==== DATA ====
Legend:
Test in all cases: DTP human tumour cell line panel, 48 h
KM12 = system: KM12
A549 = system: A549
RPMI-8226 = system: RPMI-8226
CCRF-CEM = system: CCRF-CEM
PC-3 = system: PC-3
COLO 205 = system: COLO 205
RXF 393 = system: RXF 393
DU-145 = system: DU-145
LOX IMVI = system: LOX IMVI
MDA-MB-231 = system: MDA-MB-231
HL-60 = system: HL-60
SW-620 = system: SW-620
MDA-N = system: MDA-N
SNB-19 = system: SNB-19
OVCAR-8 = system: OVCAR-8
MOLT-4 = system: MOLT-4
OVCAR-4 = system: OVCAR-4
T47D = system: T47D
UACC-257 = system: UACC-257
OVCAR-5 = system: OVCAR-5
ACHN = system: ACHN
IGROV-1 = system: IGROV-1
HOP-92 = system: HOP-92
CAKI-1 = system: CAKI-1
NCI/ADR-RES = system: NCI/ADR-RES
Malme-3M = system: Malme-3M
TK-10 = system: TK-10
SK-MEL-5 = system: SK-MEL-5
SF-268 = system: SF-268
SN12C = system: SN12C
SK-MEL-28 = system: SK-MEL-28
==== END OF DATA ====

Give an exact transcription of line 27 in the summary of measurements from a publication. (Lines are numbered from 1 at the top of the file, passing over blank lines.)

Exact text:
NCI/ADR-RES = system: NCI/ADR-RES